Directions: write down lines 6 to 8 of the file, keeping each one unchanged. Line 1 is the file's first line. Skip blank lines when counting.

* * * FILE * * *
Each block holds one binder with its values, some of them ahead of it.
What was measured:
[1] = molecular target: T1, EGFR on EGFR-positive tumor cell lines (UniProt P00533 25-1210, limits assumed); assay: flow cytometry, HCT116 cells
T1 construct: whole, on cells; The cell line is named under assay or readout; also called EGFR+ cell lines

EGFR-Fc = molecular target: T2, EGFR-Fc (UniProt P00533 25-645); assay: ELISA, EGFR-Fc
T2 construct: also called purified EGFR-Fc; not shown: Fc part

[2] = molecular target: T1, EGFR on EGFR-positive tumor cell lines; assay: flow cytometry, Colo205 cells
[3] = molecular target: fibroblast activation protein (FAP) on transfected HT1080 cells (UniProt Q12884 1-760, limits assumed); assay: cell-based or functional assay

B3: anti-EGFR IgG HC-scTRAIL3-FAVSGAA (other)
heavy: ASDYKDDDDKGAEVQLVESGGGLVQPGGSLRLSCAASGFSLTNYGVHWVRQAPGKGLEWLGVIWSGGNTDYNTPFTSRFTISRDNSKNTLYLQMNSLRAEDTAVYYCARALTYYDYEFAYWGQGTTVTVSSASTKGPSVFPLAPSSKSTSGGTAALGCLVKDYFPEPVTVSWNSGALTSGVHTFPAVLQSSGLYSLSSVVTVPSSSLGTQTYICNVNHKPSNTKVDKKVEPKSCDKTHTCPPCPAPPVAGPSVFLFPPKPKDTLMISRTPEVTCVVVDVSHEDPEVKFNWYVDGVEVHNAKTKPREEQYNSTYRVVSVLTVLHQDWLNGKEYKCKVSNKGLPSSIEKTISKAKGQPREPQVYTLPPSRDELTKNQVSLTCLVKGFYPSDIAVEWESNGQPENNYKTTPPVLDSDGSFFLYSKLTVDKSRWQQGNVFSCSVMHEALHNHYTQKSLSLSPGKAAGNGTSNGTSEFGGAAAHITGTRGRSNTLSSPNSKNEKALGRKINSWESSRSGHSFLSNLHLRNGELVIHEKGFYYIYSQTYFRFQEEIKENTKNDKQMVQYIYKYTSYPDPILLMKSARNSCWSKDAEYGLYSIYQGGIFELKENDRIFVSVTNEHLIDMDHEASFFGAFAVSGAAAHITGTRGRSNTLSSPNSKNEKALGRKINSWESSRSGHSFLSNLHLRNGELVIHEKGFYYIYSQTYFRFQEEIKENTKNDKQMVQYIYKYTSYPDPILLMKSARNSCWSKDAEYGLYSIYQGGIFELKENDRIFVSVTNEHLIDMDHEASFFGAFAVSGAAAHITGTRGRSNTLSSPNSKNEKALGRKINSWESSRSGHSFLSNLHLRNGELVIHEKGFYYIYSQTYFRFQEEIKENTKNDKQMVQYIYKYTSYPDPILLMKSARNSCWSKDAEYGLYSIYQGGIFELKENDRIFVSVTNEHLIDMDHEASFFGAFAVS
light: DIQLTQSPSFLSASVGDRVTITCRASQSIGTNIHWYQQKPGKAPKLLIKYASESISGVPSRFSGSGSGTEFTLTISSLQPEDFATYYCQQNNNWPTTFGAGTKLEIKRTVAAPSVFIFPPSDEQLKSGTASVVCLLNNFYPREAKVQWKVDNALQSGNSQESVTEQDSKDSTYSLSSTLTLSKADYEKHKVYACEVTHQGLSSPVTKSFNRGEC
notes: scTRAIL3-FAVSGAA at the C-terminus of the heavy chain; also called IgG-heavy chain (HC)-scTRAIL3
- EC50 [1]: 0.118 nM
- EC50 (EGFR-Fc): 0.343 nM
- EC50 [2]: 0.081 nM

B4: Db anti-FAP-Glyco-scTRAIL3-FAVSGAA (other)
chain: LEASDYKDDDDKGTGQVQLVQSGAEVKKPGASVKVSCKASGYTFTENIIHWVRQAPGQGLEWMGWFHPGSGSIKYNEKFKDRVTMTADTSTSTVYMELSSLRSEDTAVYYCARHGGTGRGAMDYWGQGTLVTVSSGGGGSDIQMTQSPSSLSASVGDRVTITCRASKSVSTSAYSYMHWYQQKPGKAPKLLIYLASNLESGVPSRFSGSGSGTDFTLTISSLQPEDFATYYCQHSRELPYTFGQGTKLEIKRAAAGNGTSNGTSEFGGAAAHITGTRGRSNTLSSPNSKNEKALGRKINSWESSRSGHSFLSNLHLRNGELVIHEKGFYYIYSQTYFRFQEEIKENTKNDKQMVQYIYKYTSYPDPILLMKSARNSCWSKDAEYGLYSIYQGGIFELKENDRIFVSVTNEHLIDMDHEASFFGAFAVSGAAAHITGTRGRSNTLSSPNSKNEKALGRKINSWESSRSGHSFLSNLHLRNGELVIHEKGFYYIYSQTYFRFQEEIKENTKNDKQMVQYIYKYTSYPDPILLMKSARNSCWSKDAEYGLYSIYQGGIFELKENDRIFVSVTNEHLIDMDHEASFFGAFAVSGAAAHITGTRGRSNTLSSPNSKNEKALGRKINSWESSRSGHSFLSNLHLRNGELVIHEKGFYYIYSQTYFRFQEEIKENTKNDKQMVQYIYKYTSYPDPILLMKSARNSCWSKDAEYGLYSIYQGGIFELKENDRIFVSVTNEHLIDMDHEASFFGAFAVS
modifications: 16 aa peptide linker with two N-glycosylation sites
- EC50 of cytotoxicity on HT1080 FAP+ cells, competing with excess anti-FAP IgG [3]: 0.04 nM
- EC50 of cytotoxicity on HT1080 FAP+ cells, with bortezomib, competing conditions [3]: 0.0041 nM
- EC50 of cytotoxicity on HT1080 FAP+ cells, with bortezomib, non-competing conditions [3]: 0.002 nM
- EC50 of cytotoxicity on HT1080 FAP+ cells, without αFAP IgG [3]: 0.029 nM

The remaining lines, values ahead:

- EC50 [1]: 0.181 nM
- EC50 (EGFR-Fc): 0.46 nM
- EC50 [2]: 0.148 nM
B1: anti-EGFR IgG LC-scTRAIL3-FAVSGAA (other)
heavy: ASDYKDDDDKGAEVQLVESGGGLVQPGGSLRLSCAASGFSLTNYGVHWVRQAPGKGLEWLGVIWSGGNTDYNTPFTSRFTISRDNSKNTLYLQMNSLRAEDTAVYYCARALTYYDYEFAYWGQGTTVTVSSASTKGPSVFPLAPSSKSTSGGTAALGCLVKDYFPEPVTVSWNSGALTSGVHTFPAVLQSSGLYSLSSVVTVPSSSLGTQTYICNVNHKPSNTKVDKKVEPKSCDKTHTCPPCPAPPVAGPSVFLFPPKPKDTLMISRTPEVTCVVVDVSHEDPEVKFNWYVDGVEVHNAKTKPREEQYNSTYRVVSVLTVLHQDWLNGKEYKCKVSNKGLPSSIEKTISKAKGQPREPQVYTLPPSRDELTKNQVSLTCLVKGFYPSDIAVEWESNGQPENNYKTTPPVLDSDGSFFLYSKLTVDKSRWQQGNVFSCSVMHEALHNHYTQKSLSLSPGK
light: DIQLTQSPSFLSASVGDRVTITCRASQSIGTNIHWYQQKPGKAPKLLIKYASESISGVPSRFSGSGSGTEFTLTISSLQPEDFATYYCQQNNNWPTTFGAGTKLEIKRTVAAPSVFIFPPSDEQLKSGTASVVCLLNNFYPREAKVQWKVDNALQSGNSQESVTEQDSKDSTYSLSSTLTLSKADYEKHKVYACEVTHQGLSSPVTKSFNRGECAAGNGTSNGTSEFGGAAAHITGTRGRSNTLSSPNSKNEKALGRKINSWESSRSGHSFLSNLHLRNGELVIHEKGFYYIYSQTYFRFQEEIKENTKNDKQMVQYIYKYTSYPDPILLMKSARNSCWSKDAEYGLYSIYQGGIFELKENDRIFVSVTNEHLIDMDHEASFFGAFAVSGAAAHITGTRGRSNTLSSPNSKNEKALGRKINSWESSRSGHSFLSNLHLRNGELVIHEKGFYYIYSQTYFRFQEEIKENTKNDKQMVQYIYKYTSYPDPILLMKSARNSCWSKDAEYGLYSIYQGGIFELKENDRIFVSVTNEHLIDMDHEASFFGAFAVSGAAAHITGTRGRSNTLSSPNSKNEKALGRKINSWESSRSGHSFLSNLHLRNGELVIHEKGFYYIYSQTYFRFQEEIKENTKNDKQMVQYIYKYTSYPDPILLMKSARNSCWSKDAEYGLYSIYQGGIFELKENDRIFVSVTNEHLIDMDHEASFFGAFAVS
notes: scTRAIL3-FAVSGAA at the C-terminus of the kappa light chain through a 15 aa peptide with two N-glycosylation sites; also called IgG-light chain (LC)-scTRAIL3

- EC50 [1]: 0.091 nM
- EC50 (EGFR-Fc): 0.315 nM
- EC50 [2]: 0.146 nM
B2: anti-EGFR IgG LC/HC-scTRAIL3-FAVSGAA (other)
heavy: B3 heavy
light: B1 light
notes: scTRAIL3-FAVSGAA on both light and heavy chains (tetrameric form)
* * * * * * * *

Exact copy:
T2 construct: also called purified EGFR-Fc; not shown: Fc part

[2] = molecular target: T1, EGFR on EGFR-positive tumor cell lines; assay: flow cytometry, Colo205 cells
[3] = molecular target: fibroblast activation protein (FAP) on transfected HT1080 cells (UniProt Q12884 1-760, limits assumed); assay: cell-based or functional assay